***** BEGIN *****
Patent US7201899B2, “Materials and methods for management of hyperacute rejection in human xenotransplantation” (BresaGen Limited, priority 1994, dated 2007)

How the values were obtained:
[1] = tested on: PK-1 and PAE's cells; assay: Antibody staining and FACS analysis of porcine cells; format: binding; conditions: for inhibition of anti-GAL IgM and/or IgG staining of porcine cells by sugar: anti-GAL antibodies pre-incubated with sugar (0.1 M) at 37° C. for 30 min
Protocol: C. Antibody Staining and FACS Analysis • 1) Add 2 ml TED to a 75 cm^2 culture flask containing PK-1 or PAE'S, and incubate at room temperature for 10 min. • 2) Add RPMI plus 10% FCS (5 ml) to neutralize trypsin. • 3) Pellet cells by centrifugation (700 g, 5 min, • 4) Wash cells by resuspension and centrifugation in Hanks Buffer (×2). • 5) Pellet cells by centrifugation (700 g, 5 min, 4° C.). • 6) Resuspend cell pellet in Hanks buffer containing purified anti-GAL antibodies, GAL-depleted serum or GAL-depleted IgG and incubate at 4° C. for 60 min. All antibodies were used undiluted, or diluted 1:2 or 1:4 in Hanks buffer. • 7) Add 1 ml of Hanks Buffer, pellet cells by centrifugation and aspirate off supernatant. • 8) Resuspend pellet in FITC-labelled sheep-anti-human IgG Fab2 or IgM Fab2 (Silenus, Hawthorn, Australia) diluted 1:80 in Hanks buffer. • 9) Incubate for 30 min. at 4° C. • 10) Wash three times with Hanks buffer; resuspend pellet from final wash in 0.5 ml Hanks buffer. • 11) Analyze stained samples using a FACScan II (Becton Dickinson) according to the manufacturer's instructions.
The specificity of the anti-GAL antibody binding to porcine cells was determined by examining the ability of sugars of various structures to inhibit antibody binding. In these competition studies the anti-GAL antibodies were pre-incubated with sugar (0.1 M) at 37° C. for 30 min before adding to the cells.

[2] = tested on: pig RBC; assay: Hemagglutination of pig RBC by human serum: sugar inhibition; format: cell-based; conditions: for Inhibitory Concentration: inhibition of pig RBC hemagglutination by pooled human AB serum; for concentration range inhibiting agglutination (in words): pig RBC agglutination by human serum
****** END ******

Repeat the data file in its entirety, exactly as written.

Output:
Patent US7201899B2, “Materials and methods for management of hyperacute rejection in human xenotransplantation” (BresaGen Limited, priority 1994, dated 2007)

How the values were obtained:
[1] = tested on: PK-1 and PAE's cells; assay: Antibody staining and FACS analysis of porcine cells; format: binding; conditions: for inhibition of anti-GAL IgM and/or IgG staining of porcine cells by sugar: anti-GAL antibodies pre-incubated with sugar (0.1 M) at 37° C. for 30 min
Protocol: C. Antibody Staining and FACS Analysis • 1) Add 2 ml TED to a 75 cm^2 culture flask containing PK-1 or PAE'S, and incubate at room temperature for 10 min. • 2) Add RPMI plus 10% FCS (5 ml) to neutralize trypsin. • 3) Pellet cells by centrifugation (700 g, 5 min, • 4) Wash cells by resuspension and centrifugation in Hanks Buffer (×2). • 5) Pellet cells by centrifugation (700 g, 5 min, 4° C.). • 6) Resuspend cell pellet in Hanks buffer containing purified anti-GAL antibodies, GAL-depleted serum or GAL-depleted IgG and incubate at 4° C. for 60 min. All antibodies were used undiluted, or diluted 1:2 or 1:4 in Hanks buffer. • 7) Add 1 ml of Hanks Buffer, pellet cells by centrifugation and aspirate off supernatant. • 8) Resuspend pellet in FITC-labelled sheep-anti-human IgG Fab2 or IgM Fab2 (Silenus, Hawthorn, Australia) diluted 1:80 in Hanks buffer. • 9) Incubate for 30 min. at 4° C. • 10) Wash three times with Hanks buffer; resuspend pellet from final wash in 0.5 ml Hanks buffer. • 11) Analyze stained samples using a FACScan II (Becton Dickinson) according to the manufacturer's instructions.
The specificity of the anti-GAL antibody binding to porcine cells was determined by examining the ability of sugars of various structures to inhibit antibody binding. In these competition studies the anti-GAL antibodies were pre-incubated with sugar (0.1 M) at 37° C. for 30 min before adding to the cells.

[2] = tested on: pig RBC; assay: Hemagglutination of pig RBC by human serum: sugar inhibition; format: cell-based; conditions: for Inhibitory Concentration: inhibition of pig RBC hemagglutination by pooled human AB serum; for concentration range inhibiting agglutination (in words): pig RBC agglutination by human serum